Posted: May 7, 2013 | By: David Weil, Esq.
Our reader is asking a lot of good questions about the differences between Coast Guard documentation and state registration of a vessel, but he can relax. The differences between the two systems and the procedures for switching between the systems are very straightforward.
First, for a boat that is moving from California registration to Coast Guard documentation, the California registration paperwork and the pink slip are surrendered to the Coast Guard to establish proof of ownership for the vessel. The paperwork is submitted along with a form that provides information about the owner.
When a lender is involved, the lender usually handles the paperwork, since it will be recording a mortgage at the time the documentation is issued. And, when the boat has been previously documented, the old Coast Guard official number will be re-assigned to the vessel.
Next, a change of registration systems is not a sale, so there is no assessment of sales or use tax. Similarly, the new registration has no effect on the value of the vessel, so the change will have no effect on the annual property tax assessment.
The most important question posed by our reader is why the lender requires the boat to be documented. The simple answer is that the vessel is not adequately secured as collateral for the loan unless it is documented.
For a California-registered boat, the lender is named as the “legal owner” of the vessel on the registration and title, in the same manner as a lender is identified on the title for a car. This establishes the lender’s right to repossess the boat in the event of a default by the owner, but it does not protect the lender against competing creditors who are asserting liens against the same boat.
A mortgage against a vessel is not technically a maritime lien, because the loan does not provide a service to the vessel. Instead, the loan is an obligation that is related to a benefit (usually in the form of money) provided to the vessel owner -- and under maritime law, a lien against a vessel must relate to a service provided directly to the vessel. Since it is not a maritime lien, it would be junior to legitimate maritime liens in the event of a default where the claims against the vessel exceed its value.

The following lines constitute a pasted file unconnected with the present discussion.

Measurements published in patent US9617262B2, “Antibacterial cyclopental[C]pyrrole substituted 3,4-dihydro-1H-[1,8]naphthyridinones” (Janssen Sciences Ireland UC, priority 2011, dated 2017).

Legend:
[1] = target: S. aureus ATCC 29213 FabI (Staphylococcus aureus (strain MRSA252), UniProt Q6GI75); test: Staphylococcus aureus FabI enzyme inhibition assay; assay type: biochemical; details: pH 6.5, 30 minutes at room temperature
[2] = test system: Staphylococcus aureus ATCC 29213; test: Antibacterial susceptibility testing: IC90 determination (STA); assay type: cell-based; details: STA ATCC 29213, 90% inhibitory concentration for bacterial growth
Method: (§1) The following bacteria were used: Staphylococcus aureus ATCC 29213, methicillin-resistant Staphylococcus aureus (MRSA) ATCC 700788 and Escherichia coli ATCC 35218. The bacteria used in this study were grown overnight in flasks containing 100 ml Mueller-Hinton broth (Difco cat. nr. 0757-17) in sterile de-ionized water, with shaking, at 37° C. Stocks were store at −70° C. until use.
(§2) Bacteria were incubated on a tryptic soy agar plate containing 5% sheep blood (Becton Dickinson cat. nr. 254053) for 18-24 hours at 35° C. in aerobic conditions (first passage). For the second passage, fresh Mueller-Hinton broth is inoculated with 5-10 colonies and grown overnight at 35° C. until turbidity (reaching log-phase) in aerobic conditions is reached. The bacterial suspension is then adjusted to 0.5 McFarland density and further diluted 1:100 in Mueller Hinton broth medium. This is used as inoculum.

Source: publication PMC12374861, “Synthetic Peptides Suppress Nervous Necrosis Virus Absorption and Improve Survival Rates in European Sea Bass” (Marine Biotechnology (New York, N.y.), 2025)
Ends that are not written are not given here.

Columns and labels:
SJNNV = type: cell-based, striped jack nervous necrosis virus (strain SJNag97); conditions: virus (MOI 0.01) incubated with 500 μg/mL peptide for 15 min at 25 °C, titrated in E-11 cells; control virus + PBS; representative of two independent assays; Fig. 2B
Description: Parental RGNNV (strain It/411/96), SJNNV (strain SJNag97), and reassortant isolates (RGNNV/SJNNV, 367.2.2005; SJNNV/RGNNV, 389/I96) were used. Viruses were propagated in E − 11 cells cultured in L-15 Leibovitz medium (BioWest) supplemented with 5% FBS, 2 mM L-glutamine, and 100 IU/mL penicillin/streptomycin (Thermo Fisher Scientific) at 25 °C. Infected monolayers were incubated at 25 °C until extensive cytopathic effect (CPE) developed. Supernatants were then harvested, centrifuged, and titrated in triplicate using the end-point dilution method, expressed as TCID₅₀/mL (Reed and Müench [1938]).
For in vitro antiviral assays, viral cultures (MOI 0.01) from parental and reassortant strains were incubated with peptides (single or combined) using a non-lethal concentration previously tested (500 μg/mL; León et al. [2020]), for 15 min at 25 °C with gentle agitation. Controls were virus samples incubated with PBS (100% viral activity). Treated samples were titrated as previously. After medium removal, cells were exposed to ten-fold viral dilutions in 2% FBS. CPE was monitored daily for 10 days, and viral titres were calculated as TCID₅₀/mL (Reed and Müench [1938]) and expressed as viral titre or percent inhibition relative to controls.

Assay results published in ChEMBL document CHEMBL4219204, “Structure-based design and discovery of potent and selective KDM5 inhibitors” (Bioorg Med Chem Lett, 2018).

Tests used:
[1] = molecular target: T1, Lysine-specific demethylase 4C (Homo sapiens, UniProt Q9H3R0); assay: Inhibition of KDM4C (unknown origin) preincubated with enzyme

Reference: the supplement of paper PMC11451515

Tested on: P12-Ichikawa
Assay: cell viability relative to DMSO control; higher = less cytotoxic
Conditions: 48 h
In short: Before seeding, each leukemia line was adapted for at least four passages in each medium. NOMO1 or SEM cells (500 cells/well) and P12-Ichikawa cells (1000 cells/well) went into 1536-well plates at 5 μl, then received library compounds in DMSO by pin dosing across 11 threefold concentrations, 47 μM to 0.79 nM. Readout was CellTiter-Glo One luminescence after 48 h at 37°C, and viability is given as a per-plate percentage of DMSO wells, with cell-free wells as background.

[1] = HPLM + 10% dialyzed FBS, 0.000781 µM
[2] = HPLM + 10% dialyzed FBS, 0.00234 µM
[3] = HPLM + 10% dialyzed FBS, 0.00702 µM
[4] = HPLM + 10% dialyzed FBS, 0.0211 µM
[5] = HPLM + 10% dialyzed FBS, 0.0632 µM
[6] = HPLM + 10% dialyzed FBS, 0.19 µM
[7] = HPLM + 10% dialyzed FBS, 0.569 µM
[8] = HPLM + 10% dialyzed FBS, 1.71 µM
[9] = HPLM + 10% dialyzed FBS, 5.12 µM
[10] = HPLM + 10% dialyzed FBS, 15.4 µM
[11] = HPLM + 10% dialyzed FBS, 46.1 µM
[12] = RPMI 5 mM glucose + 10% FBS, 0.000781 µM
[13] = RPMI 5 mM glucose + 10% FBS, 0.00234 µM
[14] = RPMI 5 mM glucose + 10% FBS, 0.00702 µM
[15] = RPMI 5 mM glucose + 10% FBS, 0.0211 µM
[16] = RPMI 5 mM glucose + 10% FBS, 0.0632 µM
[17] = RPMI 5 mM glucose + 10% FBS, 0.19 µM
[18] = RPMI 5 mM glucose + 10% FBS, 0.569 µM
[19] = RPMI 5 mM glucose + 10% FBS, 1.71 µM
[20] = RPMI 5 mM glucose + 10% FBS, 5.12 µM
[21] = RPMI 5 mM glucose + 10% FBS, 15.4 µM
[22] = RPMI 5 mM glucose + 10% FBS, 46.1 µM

In recognition of this issue, in 1920, the U.S. Congress passed the Federal Ship Mortgage Act, which provided senior lien status to properly recorded vessel mortgages, even though they were not technically maritime liens. This is a federal law and, as such, it does not affect state-registered vessels.
Since the vessel must be documented to fall under the lender-protections of the Ship Mortgage Act, lenders invariably require vessels to be documented.
Finally, our reader asked about the advantages and disadvantages of Coast Guard documentation, from the viewpoint of the boat owner. In fact, Coast Guard documentation provides little immediate benefit to the boat owner.
Some people speculate that documentation may provide some benefit for boats that travel internationally. This may be true, since foreign customs agents are more familiar with the documentation paperwork than they are with state-registration paperwork. But from a legal standpoint, it makes no real difference.
Another benefit to the owner may be the title history maintained by the Coast Guard. State registration systems do not provide a way to report the title history of a vessel, whereas the history is available from the Coast Guard and reported on its Abstract of Title form.
With all of this in mind, it’s clear that our reader has little choice, since his lender is requiring him to document the boat. But once the documentation paperwork has been submitted to the Coast Guard, he is unlikely to notice any difference between the two registration systems.